Ideas Shared On Growth At Small CUs, Kids Accounts
Two credit unions attending the PALS Conference here had advice for their peers on how small CUs can further their own growth and how kids' accounts can pay off for everyone involved.
Credit unions at the meeting, organized by NCUA Board Member Debbie Matz, had this to say:
* For small credit unions to attract new business, they must enter into partnerships, according to Barbara Black, CEO of the $6-million Community Choice FCU in Indianapolis. "When your credit union is small, you can't be all things to all people," Black told the PALS workshop. "You have to focus on where you want to make a difference, then build partnerships to expand your outreach and provide services you could not provide by yourself."
Black's presentation outlined 20 potential partners that can help small credit unions offer virtually any service that large credit unions can. For instance, Community Choice is partnering with state and local development organizations to offer business loans from $500 to $40,000. "These loans are too small for a bank to be interested in," Black observed, "but they really fill a niche. They are helping people who want to run their own small business and need a little bit of capital to get started."
Meanwhile, Gary Regoli, CEO of the $400-million Boeing Wichita Credit Union in Kansas, added another potential partner that is often overlooked: larger credit unions. "We have many services to offer other credit unions, but many smaller credit unions are afraid to ask." For instance, BWCU's CUSO offers business loan underwriting service to smaller credit unions. And BWCU's mobile branch operates with "the passion of a small CU" by bringing services to members who need them most.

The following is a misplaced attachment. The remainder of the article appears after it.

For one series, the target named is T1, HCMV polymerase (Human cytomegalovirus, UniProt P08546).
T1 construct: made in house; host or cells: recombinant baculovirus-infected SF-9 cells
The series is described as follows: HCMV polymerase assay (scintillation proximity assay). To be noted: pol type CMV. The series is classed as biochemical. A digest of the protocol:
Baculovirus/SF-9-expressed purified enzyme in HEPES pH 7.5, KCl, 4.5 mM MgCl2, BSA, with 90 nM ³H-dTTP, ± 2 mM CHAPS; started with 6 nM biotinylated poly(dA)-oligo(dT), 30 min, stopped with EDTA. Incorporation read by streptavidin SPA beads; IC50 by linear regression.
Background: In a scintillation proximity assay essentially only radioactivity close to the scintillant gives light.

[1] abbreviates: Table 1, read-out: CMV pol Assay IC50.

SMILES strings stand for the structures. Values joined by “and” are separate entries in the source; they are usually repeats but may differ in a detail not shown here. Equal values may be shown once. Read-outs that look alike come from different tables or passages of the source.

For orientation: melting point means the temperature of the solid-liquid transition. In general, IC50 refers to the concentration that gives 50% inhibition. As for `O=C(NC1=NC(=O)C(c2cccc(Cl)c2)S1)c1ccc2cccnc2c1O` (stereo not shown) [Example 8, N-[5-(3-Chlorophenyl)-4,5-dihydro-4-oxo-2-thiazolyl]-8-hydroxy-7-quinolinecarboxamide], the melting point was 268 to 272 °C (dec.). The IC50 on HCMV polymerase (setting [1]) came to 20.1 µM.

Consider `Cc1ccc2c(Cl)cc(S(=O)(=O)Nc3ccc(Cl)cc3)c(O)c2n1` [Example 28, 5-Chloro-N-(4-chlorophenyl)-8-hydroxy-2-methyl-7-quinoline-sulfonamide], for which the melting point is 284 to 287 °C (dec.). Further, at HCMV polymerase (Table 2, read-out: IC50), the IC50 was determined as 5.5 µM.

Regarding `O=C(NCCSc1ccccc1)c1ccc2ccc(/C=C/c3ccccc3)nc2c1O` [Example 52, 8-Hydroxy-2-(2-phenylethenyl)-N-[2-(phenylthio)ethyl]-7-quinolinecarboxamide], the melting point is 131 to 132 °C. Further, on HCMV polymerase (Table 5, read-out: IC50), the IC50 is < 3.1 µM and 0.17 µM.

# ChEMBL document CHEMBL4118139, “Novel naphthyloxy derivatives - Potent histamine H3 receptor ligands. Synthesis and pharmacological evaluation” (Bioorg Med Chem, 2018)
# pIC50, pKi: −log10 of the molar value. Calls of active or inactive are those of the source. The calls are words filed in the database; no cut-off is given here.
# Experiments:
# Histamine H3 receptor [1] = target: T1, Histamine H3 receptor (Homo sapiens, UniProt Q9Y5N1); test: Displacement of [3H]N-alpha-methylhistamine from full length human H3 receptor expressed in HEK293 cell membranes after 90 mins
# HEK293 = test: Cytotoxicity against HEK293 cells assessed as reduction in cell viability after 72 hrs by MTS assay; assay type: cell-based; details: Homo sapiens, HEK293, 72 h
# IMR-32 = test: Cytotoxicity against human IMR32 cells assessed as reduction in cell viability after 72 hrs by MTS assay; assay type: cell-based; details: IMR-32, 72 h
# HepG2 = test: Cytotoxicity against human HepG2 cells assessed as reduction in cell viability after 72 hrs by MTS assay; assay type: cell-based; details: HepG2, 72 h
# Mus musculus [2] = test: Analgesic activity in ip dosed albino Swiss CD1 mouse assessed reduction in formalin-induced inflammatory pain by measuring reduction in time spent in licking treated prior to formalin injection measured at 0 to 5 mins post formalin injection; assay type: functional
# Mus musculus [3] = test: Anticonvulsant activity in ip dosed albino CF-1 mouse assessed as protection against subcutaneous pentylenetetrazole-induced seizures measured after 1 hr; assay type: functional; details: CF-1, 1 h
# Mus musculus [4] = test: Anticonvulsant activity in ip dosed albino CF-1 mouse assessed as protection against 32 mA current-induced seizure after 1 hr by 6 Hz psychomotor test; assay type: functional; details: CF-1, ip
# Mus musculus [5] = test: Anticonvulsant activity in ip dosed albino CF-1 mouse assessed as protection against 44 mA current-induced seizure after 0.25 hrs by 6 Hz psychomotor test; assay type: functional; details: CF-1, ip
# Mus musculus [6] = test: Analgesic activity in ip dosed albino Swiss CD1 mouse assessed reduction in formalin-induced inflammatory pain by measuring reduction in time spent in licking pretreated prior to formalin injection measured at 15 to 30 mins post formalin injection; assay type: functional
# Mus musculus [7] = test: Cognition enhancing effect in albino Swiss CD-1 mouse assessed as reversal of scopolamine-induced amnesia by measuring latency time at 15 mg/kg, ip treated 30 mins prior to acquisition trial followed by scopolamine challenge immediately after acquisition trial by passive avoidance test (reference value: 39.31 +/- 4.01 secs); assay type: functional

"I think smaller credit unions are still the strength of the movement. Sometimes in medium-sized credit unions we lose our passion. The key to credit unions' success is finding that passion."
* At South Division Credit Union in Evergreen Park, Ill., kids are more than just kids stuff. Geraldine Burek found a passion for reaching the next generation of members. As CEO of the $50-million South Division Credit Union in Evergreen Park, Ill., she said she realized "members were getting older as the result of our original sponsor's 'cradle-to-grave' philosophy. Children were not being recognized for what they really are: an underserved segment of our market."
Burek changed SDCU's culture to treat children not as custodial accounts, but as "equal members, just like adults." For example, students get their own accounts with free checking, an ATM/debit card, financial education-and even access to credit lines as high as $10,000 for student-run businesses (such as lawn-mowing). As a result, 17% of SDCU members are now under age 21.
"We've had only one bounced check from a student in two years," Burek reported, "and some of their counseling rubs off on their parents. One mother constantly borrows money from her teenage son who saves more than she does and knows how to use a Visa Check Card. The fact that these kids are such good members has a positive effect-they make their parents better members."
For more info: www.ncua.gov.